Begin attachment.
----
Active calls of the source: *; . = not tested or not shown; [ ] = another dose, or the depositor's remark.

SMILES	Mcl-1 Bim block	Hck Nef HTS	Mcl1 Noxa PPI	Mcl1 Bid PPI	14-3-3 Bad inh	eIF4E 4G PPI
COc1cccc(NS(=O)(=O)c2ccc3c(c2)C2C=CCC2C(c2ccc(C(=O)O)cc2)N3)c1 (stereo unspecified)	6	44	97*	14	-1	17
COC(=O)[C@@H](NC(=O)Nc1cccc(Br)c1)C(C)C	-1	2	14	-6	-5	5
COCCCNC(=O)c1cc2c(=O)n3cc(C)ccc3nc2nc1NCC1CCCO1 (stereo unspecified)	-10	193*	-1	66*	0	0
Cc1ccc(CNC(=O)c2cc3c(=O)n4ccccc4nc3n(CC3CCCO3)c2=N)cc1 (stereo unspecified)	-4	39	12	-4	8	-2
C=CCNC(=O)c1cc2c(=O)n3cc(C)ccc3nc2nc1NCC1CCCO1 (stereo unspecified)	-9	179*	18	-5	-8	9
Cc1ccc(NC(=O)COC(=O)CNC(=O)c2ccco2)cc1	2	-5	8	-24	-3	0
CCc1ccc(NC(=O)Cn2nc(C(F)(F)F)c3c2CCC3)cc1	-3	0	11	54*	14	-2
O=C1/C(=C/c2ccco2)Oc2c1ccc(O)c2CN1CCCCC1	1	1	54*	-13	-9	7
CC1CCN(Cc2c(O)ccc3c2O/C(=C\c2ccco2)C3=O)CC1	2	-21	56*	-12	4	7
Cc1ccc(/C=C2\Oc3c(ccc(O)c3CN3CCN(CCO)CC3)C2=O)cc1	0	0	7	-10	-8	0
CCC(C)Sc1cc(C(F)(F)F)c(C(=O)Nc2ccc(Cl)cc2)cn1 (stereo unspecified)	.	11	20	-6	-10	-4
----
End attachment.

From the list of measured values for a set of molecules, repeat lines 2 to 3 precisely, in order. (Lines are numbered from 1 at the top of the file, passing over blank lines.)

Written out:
SMILES	Mcl-1 Bim block	Hck Nef HTS	Mcl1 Noxa PPI	Mcl1 Bid PPI	14-3-3 Bad inh	eIF4E 4G PPI
COc1cccc(NS(=O)(=O)c2ccc3c(c2)C2C=CCC2C(c2ccc(C(=O)O)cc2)N3)c1 (stereo unspecified)	6	44	97*	14	-1	17